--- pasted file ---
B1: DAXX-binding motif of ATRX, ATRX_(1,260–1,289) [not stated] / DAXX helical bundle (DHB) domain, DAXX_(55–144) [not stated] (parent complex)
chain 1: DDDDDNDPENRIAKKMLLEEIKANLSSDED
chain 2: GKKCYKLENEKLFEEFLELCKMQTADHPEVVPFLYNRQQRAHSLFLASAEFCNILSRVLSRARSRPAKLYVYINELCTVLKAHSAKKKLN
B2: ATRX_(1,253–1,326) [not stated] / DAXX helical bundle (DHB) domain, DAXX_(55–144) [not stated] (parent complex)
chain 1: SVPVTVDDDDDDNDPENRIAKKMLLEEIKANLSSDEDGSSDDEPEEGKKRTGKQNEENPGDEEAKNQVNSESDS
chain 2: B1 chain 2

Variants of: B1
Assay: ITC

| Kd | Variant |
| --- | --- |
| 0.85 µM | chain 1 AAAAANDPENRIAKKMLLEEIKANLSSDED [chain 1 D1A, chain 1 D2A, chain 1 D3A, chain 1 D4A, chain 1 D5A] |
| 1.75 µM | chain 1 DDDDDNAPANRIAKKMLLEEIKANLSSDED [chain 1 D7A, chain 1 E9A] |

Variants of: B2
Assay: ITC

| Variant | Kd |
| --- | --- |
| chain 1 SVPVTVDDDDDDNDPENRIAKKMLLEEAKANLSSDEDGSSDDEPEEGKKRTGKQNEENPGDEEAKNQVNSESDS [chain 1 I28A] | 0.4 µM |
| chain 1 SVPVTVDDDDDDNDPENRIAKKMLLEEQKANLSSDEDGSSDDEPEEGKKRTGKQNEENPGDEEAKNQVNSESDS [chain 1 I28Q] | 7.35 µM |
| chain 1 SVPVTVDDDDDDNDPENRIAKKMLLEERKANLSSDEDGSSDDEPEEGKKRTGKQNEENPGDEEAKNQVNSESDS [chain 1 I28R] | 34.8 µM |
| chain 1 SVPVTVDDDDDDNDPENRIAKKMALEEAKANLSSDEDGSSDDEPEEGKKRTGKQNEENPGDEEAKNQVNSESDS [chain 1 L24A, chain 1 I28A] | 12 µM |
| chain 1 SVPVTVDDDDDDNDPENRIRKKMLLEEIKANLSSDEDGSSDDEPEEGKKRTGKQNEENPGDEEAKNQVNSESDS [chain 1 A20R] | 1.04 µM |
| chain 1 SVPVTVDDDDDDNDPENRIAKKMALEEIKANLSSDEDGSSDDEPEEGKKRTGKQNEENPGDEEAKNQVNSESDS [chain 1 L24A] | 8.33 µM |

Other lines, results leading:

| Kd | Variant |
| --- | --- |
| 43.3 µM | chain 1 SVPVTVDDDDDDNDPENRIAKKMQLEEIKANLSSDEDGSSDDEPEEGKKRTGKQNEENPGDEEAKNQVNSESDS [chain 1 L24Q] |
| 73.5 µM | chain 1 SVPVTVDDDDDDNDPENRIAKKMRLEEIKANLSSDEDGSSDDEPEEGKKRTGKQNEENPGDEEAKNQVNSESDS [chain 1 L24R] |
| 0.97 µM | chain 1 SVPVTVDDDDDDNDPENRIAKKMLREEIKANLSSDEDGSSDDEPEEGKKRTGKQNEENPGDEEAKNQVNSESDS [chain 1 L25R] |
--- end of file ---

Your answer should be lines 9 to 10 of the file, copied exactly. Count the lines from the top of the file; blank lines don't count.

| Kd | Variant |
| --- | --- |